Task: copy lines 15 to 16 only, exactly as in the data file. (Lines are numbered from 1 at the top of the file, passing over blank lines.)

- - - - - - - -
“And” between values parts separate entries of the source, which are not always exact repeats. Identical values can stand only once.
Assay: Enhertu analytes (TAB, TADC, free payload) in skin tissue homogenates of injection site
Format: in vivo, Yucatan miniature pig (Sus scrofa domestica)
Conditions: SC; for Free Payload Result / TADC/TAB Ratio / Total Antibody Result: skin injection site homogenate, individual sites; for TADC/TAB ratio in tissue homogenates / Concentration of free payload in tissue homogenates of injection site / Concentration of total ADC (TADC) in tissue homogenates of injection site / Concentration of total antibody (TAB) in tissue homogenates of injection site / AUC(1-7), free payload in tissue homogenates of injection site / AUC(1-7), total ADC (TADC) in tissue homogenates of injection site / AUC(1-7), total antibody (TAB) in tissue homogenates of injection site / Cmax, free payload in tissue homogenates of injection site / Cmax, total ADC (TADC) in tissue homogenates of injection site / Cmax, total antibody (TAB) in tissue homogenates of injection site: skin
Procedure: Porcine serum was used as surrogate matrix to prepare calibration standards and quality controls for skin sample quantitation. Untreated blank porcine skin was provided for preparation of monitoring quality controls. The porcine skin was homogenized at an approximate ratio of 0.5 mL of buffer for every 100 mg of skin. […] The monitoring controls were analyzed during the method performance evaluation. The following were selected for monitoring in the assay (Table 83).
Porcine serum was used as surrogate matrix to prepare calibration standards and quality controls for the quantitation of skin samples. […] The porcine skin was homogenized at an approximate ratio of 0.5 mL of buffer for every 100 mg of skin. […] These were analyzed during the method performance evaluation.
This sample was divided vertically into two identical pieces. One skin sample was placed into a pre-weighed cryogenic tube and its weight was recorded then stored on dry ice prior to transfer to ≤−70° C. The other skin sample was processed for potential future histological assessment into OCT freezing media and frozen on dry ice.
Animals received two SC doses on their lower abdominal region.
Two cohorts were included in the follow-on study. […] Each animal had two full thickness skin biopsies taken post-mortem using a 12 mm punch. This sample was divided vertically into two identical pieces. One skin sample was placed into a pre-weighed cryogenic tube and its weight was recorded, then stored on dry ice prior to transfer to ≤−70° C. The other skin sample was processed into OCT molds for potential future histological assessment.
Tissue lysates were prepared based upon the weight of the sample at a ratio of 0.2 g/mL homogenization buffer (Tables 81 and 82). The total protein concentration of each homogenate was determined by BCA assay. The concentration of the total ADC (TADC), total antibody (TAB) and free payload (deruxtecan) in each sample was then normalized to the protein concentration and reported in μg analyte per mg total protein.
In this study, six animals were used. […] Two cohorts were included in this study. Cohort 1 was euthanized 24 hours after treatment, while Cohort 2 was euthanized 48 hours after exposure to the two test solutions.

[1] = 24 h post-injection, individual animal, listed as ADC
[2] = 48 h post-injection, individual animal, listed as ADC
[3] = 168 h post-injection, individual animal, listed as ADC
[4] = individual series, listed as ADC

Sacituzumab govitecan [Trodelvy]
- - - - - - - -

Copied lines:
[4] = individual series, listed as ADC

Sacituzumab govitecan [Trodelvy]